Soon enough, Erlendur discovers that the late Santa stand-in was in fact a former child-prodigy choirboy, who had spent his adult life as a lowly odd-jobs man at the hotel. Meanwhile, Elínborg is distracted by the concurrent case of a schoolboy who was badly beaten by a gang of young bullies. She senses something wrong, even sinister, about the victim's father, a businessman facing bankruptcy and known for his violent temper. The theme of family conflict is again mined in these pages, everyone in Indridason's imagination being cursed by fractured and dysfunctional relationships with those who share their genes. This includes the justly dour Erlendur, who is reminded in Voices of a tragedy from his own history, one that shaped his worldview and is the reason he searches the world for answers. Like Indridason's previous two novels, Voices virtually drips with sadness and misery. The setting of a hotel at Christmastime makes for a splendid backdrop. As the Icelandic cops delve into the Gudlauger homicide, they must piece together the fragments of the deceased's tragic existence. Although the hotel staff close ranks, hoping to keep the murder under wraps, divisions soon appear as rumors of large-scale thefts and organized prostitution surface. Gudlauger's sinister relatives make appearances, and they reveal just enough to pique Erlendur's doubts. I found it particularly amusing that the author should place a British hotel guest, Henry Wapshott, a wealthy record collector (with an unhealthy taste for young boys), under intense suspicion for the crime. Wapshott is the classic British "cad." (Were it not for the fact that Voices/Röddin saw print before the CWA controversy, I'd have thought Wapshott's involvement here a deliberate "fuck you" response.) Voices is replete with such wonderfully flawed characters, and among them are Indridason's series sleuths, because it takes a flawed person to see clearly the cracks in others.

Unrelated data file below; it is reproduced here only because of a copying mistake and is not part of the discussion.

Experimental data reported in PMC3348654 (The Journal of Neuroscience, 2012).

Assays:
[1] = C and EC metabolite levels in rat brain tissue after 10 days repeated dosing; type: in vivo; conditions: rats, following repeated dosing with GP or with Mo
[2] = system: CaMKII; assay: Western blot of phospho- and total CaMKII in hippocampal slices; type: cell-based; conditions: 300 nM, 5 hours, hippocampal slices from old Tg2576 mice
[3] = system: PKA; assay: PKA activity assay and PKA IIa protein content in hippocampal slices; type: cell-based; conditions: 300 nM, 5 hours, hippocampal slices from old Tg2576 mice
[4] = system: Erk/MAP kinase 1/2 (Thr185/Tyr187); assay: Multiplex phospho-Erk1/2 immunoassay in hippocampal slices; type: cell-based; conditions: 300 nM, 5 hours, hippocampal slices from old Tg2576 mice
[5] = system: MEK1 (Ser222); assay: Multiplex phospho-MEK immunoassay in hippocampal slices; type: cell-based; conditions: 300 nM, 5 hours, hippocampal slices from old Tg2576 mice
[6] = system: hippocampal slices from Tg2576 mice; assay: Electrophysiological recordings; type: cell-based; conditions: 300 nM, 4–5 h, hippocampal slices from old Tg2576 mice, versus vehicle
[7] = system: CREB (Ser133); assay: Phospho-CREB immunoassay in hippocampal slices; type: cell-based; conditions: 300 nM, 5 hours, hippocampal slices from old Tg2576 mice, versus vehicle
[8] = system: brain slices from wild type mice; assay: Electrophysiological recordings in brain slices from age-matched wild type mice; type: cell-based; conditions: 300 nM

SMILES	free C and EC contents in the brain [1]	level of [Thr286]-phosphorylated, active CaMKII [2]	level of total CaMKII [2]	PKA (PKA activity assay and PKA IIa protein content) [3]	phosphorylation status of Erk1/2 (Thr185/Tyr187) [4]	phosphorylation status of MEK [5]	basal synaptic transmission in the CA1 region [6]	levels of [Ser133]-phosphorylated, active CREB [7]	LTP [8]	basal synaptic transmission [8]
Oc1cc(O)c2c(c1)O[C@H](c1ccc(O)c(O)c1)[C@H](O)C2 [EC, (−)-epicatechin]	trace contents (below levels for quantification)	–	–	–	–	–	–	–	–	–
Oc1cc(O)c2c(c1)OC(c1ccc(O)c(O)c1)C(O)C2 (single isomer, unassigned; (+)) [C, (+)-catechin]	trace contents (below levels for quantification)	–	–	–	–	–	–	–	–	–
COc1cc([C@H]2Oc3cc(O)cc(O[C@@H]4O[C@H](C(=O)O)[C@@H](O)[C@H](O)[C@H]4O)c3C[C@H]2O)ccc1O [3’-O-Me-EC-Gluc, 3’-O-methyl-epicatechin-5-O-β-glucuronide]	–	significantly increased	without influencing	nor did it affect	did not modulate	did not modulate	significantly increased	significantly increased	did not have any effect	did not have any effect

Viewing the world through Erlendur's darkened eyes gives insight that at times makes you want to weep:

Erlendur shut the door. He sat down on the bed and thought about the choirboy and how he found him in a Santa suit with his trousers round his ankles. He wondered how his path had led to that little room and to death, at the end of a life paved with disappointment.

At least Indridason shows a little compassion for the world-weary Erlendur by teeing up a budding relationship between him and a female forensic officer, the middle-aged Valgerdur. Of course, nothing is simple in this author's vision; Erlendur's interest in Valgerdur draws him into a new conflict with daughter Eva. But it's about time Erlendur found a spot of happiness, after all that he's gone through in his life.

I cannot recommend Voices, or its two predecessors, highly enough. To be uplifted in this life, sometimes you have to drink from the well of the melancholic and fractured, and that's what is on the menu here. Arnaldur Indridason and Bernard Scudder have emerged as giants of this genre. But beware, the grip of their works is as icy as it is addictive. | September 2006


Ali Karim is an industrial chemist, freelance journalist and book reviewer living in England. In addition to his being a regular January Magazine contributor, he's also the assistant editor of Shots, and writes for both Deadly Pleasures and Crime Spree magazines. Karim is an associate member (and literary judge) for both the British Crime Writers' Association and the International Thriller Writers. He's currently working on Black Operations, a violent science-fiction-tinged thriller.